Breast cancer is a very heterogeneous disease, leading to different prognosis and treatment response among patients with similar clinical diagnosis. Examining the mechanisms leading to heterogeneity among breast cancer patients, may provide a better understanding of how different tumors develop and how the cancer can be cured. Previous studies have shown that breast cancer patients can be divided into prognostic subgroups based on differences in gene expression profiles. In this study, researchers at the MR Cancer group are examining the expression of metabolites in tumor tissue from 228 breast cancer patients that is part of the Oslo-2 study. The metabolic expression is measured by magnetic resonance spectroscopy (MRS), and using this method we can measure the concentration of approximately 30 metabolites in breast cancer tissue. Metabolic profiles are combined with gene- and protein expression data from surrounding tissue from the same tumors.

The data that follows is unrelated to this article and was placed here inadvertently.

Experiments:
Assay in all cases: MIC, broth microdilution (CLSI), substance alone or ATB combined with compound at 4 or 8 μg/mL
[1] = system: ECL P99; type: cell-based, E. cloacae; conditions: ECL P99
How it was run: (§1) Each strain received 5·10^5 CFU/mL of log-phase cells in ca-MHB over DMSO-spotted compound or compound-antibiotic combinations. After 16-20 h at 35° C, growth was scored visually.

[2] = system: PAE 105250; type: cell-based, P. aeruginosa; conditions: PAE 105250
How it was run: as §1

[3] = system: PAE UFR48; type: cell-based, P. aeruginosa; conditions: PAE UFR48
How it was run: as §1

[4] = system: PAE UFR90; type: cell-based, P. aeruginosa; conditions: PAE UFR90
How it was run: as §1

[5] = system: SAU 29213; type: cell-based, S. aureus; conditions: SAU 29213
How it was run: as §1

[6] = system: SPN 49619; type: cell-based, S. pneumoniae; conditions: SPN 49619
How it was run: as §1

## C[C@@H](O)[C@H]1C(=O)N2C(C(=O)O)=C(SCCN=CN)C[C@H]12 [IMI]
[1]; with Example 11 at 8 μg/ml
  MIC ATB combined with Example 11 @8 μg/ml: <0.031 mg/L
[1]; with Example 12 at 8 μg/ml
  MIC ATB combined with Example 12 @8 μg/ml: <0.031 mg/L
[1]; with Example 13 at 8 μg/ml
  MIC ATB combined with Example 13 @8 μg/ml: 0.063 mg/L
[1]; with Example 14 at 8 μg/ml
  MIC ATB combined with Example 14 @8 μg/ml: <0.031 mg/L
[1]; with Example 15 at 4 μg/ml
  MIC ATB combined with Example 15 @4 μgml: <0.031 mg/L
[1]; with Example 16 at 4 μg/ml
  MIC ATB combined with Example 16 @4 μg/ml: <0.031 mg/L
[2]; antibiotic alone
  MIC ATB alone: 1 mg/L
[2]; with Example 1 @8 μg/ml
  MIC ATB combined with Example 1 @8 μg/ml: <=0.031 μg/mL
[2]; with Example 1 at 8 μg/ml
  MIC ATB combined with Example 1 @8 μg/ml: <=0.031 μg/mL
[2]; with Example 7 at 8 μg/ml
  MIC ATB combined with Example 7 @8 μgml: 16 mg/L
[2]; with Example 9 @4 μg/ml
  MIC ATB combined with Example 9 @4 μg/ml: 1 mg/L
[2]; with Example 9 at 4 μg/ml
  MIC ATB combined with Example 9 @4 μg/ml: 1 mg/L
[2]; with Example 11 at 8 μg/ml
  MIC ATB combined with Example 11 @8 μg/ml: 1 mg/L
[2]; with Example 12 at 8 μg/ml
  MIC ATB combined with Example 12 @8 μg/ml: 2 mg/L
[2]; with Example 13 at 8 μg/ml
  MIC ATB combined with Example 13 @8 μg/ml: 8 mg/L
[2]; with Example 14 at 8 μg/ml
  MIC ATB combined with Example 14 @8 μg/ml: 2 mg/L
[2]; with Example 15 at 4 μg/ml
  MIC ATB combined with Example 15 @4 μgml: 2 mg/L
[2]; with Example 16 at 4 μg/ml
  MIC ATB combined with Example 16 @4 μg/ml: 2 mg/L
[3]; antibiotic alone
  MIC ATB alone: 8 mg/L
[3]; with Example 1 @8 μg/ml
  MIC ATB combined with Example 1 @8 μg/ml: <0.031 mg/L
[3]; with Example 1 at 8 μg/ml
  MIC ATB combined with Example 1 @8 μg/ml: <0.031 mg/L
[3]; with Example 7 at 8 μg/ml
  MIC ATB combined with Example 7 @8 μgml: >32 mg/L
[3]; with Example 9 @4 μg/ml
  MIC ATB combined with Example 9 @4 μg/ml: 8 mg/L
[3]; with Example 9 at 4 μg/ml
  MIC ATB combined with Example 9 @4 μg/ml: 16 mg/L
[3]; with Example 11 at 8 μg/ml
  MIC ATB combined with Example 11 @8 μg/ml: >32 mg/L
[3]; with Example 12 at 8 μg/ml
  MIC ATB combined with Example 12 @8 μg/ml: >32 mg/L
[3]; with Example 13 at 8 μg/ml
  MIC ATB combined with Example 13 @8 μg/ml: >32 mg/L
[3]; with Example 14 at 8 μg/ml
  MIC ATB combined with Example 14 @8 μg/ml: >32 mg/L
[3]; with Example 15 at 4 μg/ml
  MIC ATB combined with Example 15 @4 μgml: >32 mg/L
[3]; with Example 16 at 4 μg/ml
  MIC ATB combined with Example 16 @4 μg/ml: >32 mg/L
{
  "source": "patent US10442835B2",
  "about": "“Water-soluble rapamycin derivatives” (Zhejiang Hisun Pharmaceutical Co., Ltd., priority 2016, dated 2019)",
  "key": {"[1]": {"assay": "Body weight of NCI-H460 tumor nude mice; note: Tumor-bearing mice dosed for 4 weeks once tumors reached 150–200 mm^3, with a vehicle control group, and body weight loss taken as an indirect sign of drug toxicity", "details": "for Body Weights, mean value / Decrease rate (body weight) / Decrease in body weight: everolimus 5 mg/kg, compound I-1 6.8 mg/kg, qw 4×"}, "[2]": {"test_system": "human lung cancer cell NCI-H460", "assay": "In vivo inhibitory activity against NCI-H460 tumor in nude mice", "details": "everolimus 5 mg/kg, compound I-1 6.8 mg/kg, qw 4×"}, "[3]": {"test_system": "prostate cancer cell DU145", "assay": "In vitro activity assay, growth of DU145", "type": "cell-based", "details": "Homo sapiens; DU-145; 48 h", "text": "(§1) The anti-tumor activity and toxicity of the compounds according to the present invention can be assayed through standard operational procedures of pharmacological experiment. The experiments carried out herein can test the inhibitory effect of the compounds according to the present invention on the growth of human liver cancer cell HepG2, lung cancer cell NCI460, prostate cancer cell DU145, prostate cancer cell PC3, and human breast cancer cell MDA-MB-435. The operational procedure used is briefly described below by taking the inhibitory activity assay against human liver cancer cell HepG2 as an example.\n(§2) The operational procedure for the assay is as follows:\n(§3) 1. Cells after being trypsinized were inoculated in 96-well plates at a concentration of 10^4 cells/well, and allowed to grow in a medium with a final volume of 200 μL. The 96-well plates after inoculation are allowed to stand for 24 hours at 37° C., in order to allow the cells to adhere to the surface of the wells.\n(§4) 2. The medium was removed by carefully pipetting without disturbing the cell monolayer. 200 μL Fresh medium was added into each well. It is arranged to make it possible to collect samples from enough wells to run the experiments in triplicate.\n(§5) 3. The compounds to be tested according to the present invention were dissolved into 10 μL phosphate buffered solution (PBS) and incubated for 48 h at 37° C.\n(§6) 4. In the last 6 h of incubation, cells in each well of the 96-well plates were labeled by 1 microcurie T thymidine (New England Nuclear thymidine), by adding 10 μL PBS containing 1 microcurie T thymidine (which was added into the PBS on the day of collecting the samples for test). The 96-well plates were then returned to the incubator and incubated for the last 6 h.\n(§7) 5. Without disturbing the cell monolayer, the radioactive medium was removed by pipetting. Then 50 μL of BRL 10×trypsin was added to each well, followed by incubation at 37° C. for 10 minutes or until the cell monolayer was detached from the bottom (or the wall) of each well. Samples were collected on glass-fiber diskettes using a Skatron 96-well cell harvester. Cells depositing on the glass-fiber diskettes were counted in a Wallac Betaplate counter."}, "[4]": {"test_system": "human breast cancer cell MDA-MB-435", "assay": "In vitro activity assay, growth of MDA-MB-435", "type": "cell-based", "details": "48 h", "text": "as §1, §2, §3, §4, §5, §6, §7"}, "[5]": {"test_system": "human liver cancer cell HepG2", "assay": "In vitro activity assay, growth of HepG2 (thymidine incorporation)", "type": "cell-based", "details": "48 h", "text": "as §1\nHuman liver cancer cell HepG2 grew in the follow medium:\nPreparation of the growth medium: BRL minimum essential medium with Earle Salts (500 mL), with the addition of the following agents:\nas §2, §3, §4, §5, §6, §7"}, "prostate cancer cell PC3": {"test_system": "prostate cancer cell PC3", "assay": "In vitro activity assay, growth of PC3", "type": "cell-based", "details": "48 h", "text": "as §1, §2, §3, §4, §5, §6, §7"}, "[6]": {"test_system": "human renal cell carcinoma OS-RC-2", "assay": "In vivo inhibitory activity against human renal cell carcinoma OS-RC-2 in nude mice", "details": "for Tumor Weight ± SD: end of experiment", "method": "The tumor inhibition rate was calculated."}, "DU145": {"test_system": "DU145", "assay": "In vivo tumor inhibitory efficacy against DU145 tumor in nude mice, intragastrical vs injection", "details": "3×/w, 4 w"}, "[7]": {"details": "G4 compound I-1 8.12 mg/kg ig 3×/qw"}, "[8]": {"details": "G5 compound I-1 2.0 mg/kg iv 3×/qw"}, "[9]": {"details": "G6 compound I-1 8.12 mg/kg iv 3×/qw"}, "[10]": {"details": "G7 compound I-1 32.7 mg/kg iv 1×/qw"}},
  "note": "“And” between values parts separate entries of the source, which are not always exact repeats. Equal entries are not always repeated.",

Three subgroups of patients with different metabolic tissue profiles have been defined; metabolic cluster 1 (Mc1), Mc2 and Mc3 (you can read more about this here and here) (figure 1). Comparison of the clusters showed that Mc1 has a high expression of metabolites taking part in synthesis of phosphatidylcholines, which are important constituents of the cell membrane, thus this subgroup may be characterized by high proliferation. Mc2 has a high level of glucose and possibly a less aggressive cancer, while Mc3 has low glucose and high lactate levels. Combined analysis of metabolite and gene expression data supports these findings. We will further examine the prognostic potential of the metabolic clusters.
PI: Tone F. Bathen, NTNU.